Examples of the blues from the 1920s to the 1960s, from the Mississippi Delta to Texas to Chicago. As you listen, keep in mind the great themes of the genre: betrayal, unhappiness in love, poverty, mistreatment, hard work, crime, violence, addiction.
A woman’s unique perspective on the fate of a prisoner:
Robert Johnson (1911-1938), the mysterious and highly-influential Delta guitarist, rumored to have sold his soul to the devil in return for musical success.
James Cone has said that the blues are secular spirituals. Lightning Hopkins describes his vision of a secular heaven in his 1963 song “Going to Build Me a Heaven of My Own,” which hearkens back to the earlier style of country blues.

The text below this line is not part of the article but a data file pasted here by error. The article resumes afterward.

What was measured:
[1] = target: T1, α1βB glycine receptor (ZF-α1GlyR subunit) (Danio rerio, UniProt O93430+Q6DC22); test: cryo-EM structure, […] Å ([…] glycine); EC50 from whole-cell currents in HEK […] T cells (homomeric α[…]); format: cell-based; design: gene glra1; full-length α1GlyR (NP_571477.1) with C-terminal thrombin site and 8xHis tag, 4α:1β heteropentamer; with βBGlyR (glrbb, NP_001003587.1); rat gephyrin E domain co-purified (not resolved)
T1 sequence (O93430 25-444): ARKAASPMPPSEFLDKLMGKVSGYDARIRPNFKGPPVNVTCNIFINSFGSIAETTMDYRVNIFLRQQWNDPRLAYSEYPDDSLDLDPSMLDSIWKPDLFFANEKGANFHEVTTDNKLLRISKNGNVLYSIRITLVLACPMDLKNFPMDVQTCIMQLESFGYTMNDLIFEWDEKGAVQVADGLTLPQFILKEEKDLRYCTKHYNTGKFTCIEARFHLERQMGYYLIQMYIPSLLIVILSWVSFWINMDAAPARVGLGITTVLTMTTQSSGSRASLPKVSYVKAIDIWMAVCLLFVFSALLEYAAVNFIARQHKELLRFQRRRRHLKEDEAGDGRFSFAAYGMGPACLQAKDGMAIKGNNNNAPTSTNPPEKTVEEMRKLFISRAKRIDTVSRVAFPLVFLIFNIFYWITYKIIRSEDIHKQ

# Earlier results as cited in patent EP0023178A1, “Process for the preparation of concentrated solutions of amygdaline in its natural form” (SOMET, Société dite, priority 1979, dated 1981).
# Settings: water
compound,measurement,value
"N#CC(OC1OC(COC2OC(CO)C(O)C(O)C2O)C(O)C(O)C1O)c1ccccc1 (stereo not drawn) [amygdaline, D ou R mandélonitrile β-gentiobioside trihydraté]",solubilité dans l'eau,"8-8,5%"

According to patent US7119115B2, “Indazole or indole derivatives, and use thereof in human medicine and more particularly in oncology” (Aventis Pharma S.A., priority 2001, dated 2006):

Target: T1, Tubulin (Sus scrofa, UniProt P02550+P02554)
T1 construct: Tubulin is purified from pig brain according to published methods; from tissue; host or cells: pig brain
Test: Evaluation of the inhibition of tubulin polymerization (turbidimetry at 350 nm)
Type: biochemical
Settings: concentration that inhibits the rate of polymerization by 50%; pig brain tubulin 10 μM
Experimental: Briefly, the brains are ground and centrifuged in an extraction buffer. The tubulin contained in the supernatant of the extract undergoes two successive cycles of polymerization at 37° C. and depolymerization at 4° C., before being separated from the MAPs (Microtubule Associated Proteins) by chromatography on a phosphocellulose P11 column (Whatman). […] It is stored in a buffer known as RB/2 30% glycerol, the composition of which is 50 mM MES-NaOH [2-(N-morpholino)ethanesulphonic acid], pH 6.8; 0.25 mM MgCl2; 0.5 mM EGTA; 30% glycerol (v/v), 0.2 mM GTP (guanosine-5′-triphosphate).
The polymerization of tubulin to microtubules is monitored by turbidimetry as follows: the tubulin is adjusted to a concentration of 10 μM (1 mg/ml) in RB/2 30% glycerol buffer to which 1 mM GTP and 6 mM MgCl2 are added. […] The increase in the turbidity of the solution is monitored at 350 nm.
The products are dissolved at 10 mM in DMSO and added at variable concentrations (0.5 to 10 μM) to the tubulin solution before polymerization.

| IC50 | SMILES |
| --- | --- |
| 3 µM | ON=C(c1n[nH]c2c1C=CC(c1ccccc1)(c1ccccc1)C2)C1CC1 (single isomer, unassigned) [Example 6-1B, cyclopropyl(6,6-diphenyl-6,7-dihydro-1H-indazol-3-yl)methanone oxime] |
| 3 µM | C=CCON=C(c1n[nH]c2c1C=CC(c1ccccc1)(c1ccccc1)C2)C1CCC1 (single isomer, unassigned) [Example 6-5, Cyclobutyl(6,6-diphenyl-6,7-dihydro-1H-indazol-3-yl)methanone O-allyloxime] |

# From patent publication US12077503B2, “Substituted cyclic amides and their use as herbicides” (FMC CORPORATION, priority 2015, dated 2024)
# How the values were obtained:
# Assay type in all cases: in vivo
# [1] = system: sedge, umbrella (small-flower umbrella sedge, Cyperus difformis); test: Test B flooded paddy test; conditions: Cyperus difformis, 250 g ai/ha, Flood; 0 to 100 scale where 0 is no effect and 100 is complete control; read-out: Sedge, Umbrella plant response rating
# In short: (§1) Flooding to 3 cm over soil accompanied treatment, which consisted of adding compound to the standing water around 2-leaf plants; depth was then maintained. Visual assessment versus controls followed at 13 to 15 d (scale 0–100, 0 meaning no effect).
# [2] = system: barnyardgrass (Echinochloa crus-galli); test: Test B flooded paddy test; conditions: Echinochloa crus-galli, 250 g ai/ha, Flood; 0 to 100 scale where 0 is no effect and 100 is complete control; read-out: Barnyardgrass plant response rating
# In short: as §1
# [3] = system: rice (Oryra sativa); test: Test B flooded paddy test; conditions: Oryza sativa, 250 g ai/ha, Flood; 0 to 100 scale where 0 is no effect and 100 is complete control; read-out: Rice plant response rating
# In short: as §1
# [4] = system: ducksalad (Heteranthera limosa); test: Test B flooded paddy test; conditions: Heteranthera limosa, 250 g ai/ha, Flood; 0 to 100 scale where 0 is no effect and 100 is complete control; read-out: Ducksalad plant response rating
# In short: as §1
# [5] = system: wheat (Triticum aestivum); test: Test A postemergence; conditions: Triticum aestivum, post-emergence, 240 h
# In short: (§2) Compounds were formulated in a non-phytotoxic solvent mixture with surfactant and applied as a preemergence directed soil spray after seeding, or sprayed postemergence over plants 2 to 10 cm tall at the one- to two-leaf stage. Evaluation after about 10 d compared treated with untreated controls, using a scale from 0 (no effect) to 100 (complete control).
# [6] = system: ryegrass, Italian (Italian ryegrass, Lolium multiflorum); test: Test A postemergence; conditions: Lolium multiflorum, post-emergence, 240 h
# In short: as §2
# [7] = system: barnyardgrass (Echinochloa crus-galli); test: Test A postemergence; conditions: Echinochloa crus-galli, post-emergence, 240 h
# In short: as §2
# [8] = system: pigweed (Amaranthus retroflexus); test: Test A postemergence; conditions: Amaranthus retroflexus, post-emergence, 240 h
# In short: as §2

An orchestrated Chicago-style blues from the 1950s:
Lee Kizart’s “I Got the World in a Jug Baby and the Stopper in my Hand” is unusual in the genre because Kizart’s instrument was piano, not guitar. Kizart, from Tutwiler, Mississippi, honed his skills in roadhouse taverns.
We will be talking in depth about Mamie Smith’s 1920 “Crazy Blues,” the first commercial blues recording, a little later on.
Skip James’s “Hard Time Killing Floor Blues” encompasses a lot of these themes. The lyrics could refer to the hard times of the Great Depression, or to being unjustly imprisoned, but being on the “killing floor” is also a metaphor for being deeply depressed.
On the other hand, one blues scholar claims that being on the hard time killing floor means that your woman has literally tried to kill you. Read more: